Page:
#bevy #gamedev #2d #bevy-retrograde #pixel-perfect


Pixel-Perfect, 2D Renderer and plugin set for Bevy that Seamlessly Targets Desktop and Web

3 releases (breaking)

0.2.0 Jul 19, 2021
0.1.0 Jun 11, 2021
0.0.0 Jun 6, 2021

#28 in Rendering engine

30 downloads per month
Used in bevy_retrograde

Custom license


Bevy Retrograde

Crates.io Docs.rs Build Status lines of code Katharos License

( Screenshot of Bounty Bros. game made with Bevy Retrograde and Skip'n Go )

bounty bros game screenshot

Bevy Retrograde is a 2D, pixel-perfect renderer for Bevy that can target both web and desktop using OpenGL/WebGL.

Bevy Retrograde is focused on providing an easy and ergonomic way to write 2D, pixel-perfect games. Compared to the out-of-the-box Bevy setup, you do not have to work with a 3D scene to create 2D games. Sprites and their coordinates are based on pixel positions in a retro-resolution scene.

Bevy Retrograde replaces many of the out of the out-of-the-box Bevy components and Bundles that you would normally use ( SpriteBundle, Camera2DBundle, etc. ) and comes with its own Camera, Image, Sprite, etc. components and bundles. Bevy Retrograde tries to provide a focused 2D-centric experience on top of Bevy that helps take out some of the pitfalls and makes it easier to think about your game when all you need is 2D.

We want to provide a batteries-included plugin that comes with almost everything you need to make a 2D pixel game with Bevy including, collisions, sound, saving data, etc. While adding these features we will try to maintain full web compatibility, but it can’t be guaranteed that all features will be feasible to implement for web.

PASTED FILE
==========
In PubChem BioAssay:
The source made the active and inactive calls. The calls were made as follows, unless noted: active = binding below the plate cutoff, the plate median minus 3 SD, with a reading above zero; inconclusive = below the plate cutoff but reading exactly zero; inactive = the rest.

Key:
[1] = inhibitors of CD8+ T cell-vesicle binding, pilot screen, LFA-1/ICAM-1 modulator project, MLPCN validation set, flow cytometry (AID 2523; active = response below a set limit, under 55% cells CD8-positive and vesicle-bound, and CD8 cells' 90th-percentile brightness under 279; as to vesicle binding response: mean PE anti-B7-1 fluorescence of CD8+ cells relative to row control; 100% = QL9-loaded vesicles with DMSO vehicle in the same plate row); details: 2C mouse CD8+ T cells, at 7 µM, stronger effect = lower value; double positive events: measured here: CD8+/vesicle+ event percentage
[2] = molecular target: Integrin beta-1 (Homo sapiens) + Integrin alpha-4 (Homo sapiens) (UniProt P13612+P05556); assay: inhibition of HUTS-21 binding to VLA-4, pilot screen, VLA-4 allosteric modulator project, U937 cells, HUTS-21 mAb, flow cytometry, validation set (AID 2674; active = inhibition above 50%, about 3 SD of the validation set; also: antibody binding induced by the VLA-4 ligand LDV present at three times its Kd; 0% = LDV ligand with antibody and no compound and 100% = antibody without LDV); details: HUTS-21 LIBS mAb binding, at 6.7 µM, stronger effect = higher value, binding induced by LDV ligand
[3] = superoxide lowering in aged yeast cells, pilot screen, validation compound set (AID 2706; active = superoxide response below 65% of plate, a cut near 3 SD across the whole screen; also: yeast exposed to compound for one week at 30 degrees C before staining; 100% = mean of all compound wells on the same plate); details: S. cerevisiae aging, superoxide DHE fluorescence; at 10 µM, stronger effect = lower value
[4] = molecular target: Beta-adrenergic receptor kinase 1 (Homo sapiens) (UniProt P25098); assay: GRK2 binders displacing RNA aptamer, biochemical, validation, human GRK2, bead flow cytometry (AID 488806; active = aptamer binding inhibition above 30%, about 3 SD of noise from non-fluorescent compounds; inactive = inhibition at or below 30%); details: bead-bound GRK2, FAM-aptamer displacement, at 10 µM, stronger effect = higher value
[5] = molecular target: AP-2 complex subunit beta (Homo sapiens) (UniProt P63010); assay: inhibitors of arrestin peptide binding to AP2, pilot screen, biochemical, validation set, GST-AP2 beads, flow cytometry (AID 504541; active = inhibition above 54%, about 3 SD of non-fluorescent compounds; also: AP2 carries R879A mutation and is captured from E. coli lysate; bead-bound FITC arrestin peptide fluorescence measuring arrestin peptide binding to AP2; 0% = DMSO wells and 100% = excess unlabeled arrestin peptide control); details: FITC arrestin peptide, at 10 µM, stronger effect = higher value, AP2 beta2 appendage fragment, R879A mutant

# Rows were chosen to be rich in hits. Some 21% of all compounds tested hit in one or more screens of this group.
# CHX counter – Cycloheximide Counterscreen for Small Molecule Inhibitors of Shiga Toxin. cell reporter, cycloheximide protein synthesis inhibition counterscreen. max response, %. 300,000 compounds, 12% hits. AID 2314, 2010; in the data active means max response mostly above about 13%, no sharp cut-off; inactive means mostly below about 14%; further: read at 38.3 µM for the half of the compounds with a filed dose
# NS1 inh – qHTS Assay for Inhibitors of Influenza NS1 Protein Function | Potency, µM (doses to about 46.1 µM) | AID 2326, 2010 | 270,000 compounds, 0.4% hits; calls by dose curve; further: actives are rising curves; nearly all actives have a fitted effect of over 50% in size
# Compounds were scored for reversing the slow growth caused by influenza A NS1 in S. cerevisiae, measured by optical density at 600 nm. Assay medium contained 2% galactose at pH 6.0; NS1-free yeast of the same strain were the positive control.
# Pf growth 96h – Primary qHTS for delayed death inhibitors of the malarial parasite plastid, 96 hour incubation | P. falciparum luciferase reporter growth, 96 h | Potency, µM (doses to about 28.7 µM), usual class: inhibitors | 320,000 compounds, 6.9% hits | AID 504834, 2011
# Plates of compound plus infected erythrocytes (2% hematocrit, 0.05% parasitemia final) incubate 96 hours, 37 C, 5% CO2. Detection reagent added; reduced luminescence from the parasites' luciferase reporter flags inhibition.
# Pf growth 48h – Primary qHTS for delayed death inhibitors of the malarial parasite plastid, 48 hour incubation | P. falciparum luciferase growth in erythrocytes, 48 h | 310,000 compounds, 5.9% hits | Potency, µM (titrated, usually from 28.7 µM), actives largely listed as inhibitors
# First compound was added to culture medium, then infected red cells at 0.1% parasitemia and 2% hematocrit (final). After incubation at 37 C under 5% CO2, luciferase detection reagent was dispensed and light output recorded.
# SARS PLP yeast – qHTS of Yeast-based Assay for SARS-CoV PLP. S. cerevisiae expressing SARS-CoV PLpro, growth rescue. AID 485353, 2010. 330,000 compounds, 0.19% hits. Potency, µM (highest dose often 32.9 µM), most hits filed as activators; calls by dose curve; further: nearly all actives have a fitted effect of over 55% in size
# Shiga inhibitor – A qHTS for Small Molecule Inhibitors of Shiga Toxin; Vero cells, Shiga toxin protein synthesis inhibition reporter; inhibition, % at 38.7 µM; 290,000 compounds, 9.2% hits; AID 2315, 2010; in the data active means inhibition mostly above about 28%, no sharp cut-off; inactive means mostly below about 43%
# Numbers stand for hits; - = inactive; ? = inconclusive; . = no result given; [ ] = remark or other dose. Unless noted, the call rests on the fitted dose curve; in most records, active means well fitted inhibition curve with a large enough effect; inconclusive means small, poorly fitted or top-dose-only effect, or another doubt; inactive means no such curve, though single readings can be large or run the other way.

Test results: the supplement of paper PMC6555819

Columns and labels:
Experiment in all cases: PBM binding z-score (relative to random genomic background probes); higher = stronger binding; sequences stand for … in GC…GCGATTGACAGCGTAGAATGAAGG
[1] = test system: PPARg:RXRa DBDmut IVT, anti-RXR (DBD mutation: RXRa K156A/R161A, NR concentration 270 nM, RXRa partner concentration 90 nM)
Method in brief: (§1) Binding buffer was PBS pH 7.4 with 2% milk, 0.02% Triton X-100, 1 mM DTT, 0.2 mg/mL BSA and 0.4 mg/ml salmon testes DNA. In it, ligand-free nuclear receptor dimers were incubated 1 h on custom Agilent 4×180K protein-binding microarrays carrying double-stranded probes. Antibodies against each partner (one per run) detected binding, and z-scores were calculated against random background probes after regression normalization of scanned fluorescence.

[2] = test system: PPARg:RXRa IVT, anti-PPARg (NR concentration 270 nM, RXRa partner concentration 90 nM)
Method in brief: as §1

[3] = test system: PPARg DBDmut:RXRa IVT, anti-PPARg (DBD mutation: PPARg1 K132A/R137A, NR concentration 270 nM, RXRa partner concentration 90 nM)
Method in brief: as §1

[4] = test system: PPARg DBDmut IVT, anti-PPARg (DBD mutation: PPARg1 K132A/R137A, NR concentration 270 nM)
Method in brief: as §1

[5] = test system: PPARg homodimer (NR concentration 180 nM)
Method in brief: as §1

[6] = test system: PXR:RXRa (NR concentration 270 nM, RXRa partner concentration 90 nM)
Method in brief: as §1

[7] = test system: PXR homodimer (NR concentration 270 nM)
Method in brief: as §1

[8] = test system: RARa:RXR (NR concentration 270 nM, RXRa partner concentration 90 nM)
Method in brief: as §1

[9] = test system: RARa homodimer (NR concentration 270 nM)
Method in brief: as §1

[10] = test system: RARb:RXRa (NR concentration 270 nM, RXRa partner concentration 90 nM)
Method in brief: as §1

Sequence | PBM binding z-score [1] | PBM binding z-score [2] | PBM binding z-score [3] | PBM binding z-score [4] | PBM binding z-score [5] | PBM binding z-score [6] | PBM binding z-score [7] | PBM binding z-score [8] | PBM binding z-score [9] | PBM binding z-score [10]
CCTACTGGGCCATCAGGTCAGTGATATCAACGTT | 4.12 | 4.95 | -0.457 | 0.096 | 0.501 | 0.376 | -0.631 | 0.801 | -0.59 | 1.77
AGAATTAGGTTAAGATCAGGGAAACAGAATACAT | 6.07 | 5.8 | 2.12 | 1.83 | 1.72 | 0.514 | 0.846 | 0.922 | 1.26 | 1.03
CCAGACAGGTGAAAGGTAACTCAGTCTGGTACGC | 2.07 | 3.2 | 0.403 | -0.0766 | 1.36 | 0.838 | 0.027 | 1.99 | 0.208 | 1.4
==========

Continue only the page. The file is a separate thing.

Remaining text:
These extra features will be included as optional cargo features that can be disabled if not needed and, where applicable, may be packaged as separate Rust crates that can be used even if you don’t want to use the rest of Bevy Retrograde.


Bevy Retrograde LDtk is licensed under the Katharos License which places certain restrictions on what you are allowed to use it for. Please read and understand the terms before using Bevy Retrograde for your project.

Development Status

Bevy Retrograde is in early stages of development. The API is not stable and may change dramatically at any time. Planned possible changes include:

  • Switching to using Bevy’s built-in renderer for desktop/mobile and bevy_webgl2 for web instead of using our own OpenGL based renderer. This will potentially make Bevy Retrograde more compatible with the larger Bevy ecosystem instead of it creating an island of plugins that only work on Bevy Retro. We will probably wait for the second iteration of the Bevy rendererer to attempt this.

See also Supported Bevy Version below.

Features & Examples

Check out our examples list to see how to use each Bevy Retrograde feature:

  • Supports web and desktop out-of-the-box
  • Sprites and sprite sheets
  • Scaled pixel-perfect rendering with three camera modes: fixed width, fixed height, and letter-boxed
  • Sprites are pixel-perfectly aligned by default but can be set to non-perfect on a per-sprite basis